Amaranth Family (Amaranthaceae)

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Amaranth Family (Amaranthaceae)

The amaranth (or pigweed) family is a large group of dicotyledonous flowering plants known to botanists as the Amaranthaceae. It is a relatively large family, having about 65 genera and 900 species. The species in this family are mostly annual or perennial herbs, although a few species are shrubs or small trees. Botanists divide Amaranthaceae into two subfamilies: the Amaranthoideae and the Gomphrenoideae, based on certain morphological characteristics of their flowers.

The flowers of most species in the Amaranthaceae are bisexual (or monoecious), meaning they have both male and female reproductive organs. In all species, the flowers are small and have radial symmetry. The flowers of most species arise in a dense inflorescence, or flower cluster, with each flower of the inflorescence subtended by one or more small red bracts (modified leaves). These remain present as the flower matures into a fruit. The flowers of most species produce nectar

and are insect-pollinated. An exception is Amaranthus, a genus with about 50 species, whose flowers are wind-pollinated and do not make nectar. All species have simple, noncompound leaves.

Many Amaranthaceae species have red inflorescences, fruits, and vegetative parts due to the presence of betalain, a class of nitrogen-containing pigments that occur in only 10 evolutionarily-related plant families, known as the Centrospermae. Interestingly, none of the species with betalain pigments also have flavonoid pigments. Flavonoids and betalains can be similar in color, even though they have different chemical structures.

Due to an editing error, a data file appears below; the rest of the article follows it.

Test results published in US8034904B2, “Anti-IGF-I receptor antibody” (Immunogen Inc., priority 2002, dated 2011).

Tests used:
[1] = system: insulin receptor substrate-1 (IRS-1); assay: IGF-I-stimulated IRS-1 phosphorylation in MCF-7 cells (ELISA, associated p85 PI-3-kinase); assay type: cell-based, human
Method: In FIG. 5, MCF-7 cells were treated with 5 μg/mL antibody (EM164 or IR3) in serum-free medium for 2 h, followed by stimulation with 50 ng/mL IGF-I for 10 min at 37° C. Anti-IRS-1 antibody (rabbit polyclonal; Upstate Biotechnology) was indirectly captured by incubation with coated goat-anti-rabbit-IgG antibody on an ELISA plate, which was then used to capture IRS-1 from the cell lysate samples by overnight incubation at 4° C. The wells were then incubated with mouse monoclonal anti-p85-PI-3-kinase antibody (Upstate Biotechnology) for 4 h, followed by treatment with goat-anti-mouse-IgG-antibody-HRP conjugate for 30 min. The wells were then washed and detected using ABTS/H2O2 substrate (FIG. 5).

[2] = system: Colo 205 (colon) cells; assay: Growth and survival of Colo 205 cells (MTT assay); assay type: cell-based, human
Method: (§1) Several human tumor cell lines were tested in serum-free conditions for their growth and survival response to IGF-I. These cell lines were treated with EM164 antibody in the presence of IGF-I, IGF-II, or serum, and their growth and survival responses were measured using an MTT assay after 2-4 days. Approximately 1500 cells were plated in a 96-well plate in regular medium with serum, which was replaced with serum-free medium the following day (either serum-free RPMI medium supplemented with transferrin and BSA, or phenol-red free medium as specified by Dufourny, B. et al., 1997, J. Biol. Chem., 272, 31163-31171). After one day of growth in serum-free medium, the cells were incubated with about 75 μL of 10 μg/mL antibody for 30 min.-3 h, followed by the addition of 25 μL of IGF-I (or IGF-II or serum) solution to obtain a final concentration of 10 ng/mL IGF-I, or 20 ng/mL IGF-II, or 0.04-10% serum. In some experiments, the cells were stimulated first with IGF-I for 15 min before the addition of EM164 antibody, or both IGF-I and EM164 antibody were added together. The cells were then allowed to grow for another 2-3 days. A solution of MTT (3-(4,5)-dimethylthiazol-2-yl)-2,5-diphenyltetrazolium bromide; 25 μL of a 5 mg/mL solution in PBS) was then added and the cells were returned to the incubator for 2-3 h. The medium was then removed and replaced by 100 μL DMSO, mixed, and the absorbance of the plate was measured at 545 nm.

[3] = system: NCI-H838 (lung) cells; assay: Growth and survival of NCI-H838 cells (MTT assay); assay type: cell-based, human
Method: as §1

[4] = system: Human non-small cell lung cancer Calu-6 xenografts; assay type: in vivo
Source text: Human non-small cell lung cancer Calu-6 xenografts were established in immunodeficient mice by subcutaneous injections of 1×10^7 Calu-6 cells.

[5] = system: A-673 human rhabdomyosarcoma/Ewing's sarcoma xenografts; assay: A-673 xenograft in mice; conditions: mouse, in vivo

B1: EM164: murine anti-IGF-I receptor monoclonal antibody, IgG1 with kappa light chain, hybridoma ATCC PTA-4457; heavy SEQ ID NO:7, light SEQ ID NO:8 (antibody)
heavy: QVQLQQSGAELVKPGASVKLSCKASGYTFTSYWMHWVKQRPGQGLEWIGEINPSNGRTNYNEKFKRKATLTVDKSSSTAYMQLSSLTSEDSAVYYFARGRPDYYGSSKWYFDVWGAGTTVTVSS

Most of the 900 Amaranthaceae species are native to tropical and subtropical regions of Africa, Central America, and South America. Their number declines as one approaches the northern and southern temperate zones. There are about 100 species of this family in

North America. Many are considered weeds, since they invade disturbed areas, such as agricultural fields and roadsides.

Several Amaranthaceae species are used by humans, some as horticultural plants, such as Amaranthus caudatus, commonly known as love-lies-bleeding. The seeds of several species of the Amaranthus genus were eaten by indigenous peoples of North and South America, and were cultivated over 5, 000 years ago in the Tehuacan region of modern-day Mexico. Grain amaranths are still grown throughout Central America and Mexico and also as a minor cash crop in the United States. Many health food stores currently sell amaranth grain, a flour-like substance made by grinding amaranth seeds. Amaranth grain can be used with wheat to make bread, or can be cooked with water to make a side dish.